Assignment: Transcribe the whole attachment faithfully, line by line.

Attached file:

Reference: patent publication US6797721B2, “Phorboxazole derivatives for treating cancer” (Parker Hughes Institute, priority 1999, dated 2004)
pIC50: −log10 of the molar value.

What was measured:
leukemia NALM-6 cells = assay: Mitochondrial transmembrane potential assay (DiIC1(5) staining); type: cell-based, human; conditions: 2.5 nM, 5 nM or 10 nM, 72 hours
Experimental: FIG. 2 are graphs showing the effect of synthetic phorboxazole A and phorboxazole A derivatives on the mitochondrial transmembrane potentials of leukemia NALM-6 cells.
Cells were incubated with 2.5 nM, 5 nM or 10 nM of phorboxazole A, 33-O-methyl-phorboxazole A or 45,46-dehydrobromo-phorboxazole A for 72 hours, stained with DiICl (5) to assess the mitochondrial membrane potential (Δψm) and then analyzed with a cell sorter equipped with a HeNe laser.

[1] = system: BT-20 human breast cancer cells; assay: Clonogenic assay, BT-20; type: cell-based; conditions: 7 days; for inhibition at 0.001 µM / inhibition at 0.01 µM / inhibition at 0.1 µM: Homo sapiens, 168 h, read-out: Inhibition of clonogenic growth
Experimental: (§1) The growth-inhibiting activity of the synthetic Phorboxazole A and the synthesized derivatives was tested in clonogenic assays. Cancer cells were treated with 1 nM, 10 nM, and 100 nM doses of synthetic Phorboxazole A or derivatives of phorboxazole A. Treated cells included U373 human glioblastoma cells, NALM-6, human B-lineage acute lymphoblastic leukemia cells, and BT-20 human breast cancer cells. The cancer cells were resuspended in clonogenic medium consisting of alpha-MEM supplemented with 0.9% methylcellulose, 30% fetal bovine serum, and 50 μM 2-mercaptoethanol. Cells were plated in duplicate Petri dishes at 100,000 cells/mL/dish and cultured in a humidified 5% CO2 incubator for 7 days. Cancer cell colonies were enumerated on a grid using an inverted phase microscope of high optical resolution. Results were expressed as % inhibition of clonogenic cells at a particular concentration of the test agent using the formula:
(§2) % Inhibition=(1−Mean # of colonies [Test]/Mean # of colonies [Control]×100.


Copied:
Reference: patent publication US6797721B2, “Phorboxazole derivatives for treating cancer” (Parker Hughes Institute, priority 1999, dated 2004)
pIC50: −log10 of the molar value.

What was measured:
leukemia NALM-6 cells = assay: Mitochondrial transmembrane potential assay (DiIC1(5) staining); type: cell-based, human; conditions: 2.5 nM, 5 nM or 10 nM, 72 hours
Experimental: FIG. 2 are graphs showing the effect of synthetic phorboxazole A and phorboxazole A derivatives on the mitochondrial transmembrane potentials of leukemia NALM-6 cells.
Cells were incubated with 2.5 nM, 5 nM or 10 nM of phorboxazole A, 33-O-methyl-phorboxazole A or 45,46-dehydrobromo-phorboxazole A for 72 hours, stained with DiICl (5) to assess the mitochondrial membrane potential (Δψm) and then analyzed with a cell sorter equipped with a HeNe laser.

[1] = system: BT-20 human breast cancer cells; assay: Clonogenic assay, BT-20; type: cell-based; conditions: 7 days; for inhibition at 0.001 µM / inhibition at 0.01 µM / inhibition at 0.1 µM: Homo sapiens, 168 h, read-out: Inhibition of clonogenic growth
Experimental: (§1) The growth-inhibiting activity of the synthetic Phorboxazole A and the synthesized derivatives was tested in clonogenic assays. Cancer cells were treated with 1 nM, 10 nM, and 100 nM doses of synthetic Phorboxazole A or derivatives of phorboxazole A. Treated cells included U373 human glioblastoma cells, NALM-6, human B-lineage acute lymphoblastic leukemia cells, and BT-20 human breast cancer cells. The cancer cells were resuspended in clonogenic medium consisting of alpha-MEM supplemented with 0.9% methylcellulose, 30% fetal bovine serum, and 50 μM 2-mercaptoethanol. Cells were plated in duplicate Petri dishes at 100,000 cells/mL/dish and cultured in a humidified 5% CO2 incubator for 7 days. Cancer cell colonies were enumerated on a grid using an inverted phase microscope of high optical resolution. Results were expressed as % inhibition of clonogenic cells at a particular concentration of the test agent using the formula:
(§2) % Inhibition=(1−Mean # of colonies [Test]/Mean # of colonies [Control]×100.